Senate GOP blocks Democratic effort to ban bump stocks after Supreme Court ruling

Senate Republicans blocked Tuesday an attempt by Democrats to pass legislation banning bump stocks, following the Supreme Court decision that overturned a federal ban on these devices during the Trump era.

Sen. Martin Heinrich, D-N.M., the author of BUMP Act presented his proposal for unanimous consent but Sen. Pete Ricketts, R-Neb. It was blocked by Sen. Pete Ricketts (R-Neb.).

This move was made just days after the Supreme Court overturned the policy of the Bureau of Alcohol, Tobacco, Firearms and Explosives in 2018, which had been implemented after a mass-shooting in Las Vegas that left 60 dead and hundreds injured. The shooter was using guns with bump stocks that allow semiautomatic firearms to fire hundreds of rounds every minute.

Ricketts, a Democrat from New York State, said on Tuesday that the summer of show votes by Democrats was continuing. He compared the Democrats’ move to the recent decision made by Senate Majority Leader Chuck Schumer (D-N.Y.), who held votes on reproductive issues.


Ricketts said that the Supreme Court also ruled correctly on last week.

Ricketts stated that although the bill is called BUMP Act it does not actually deal with bump stocks. This bill is about banning all firearm accessories and giving ATF the authority to ban semiautomatic weapons.

Heinrich, who introduced the bill with Sens. Susan Collins (R, Maine) and Catherine Cortez Masto(D-Nev.), ripped into the idea of bump stocks being available again.

“There are no legitimate uses for bump stocks. Not for self defense. Not for law enforcement. Heinrich stated that they would not be suitable for military use as the platforms are less accurate. “They are designed for mass shootings.”

It is not clear where the legislative efforts will go from here.

Schumer refused to confirm whether he will bring the bill up for a vote in the House, saying that he only hoped Republicans “see the light”, and not stop Heinrich’s Bill.

Schumer, in remarks on the floor earlier that day, said: “Donald Trump’s hardly a friend to gun safety. But I am just shocked that even the Supreme Court is to his right.” If Republicans are in the way, if the decide to side against parents, teachers, and law enforcement and instead choose to support the gun lobby, then they will be asking for another tragedy sooner or later.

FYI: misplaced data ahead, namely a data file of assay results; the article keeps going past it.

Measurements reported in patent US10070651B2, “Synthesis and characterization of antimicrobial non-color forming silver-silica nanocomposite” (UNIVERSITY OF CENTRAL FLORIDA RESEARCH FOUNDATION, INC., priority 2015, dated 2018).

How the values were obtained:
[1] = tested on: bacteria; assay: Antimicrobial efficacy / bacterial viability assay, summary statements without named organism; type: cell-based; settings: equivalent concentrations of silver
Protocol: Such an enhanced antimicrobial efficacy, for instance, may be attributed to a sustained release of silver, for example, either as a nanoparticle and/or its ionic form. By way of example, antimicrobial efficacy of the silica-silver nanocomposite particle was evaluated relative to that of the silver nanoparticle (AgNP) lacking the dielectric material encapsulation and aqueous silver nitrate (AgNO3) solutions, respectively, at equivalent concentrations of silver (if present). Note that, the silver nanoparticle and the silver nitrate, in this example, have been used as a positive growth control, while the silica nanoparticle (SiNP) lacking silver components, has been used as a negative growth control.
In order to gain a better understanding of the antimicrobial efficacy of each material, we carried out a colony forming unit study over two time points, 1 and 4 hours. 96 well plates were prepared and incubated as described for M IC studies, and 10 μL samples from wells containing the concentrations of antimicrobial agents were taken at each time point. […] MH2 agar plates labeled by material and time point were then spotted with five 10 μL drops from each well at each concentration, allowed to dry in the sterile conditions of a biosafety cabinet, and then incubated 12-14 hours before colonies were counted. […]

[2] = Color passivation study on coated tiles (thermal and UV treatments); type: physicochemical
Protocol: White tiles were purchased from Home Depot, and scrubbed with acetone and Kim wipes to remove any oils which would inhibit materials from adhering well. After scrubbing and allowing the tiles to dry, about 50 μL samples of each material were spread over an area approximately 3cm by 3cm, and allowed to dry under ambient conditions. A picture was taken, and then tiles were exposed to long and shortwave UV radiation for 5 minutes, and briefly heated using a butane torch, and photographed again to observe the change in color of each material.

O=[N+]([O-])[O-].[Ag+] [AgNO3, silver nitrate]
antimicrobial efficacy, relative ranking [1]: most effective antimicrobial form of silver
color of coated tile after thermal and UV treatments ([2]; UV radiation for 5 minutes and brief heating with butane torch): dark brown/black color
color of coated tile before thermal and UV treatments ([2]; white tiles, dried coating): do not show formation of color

Justice Samuel Alito, in a concurring opinion last week, suggested that Congress could act to resolve this issue. However, this seems unlikely at this time.

Several members stated Monday that the election season was preventing them from seeing a way to create a bipartisan issue.

Heinrich was quick to point out, however, that the upper chamber had acted in response to the mass shootings at Robb Elementary School, Uvalde, Texas, two years earlier. The Bipartisan Safer Community Act was the result. It is the most significant gun safety legislation that has become law in almost three decades.

There’s some doubt about the ability of Congress to get this done – about our ability to come together and ban bump stocks. “We proved this type of thinking was flat wrong just two years ago,” he said. “By passing the Bipartisan Safer Community Act, we proved that Congress could take concrete actions to protect our community from gun violence. It’s now time to take similar bipartisan actions to ban bump stock.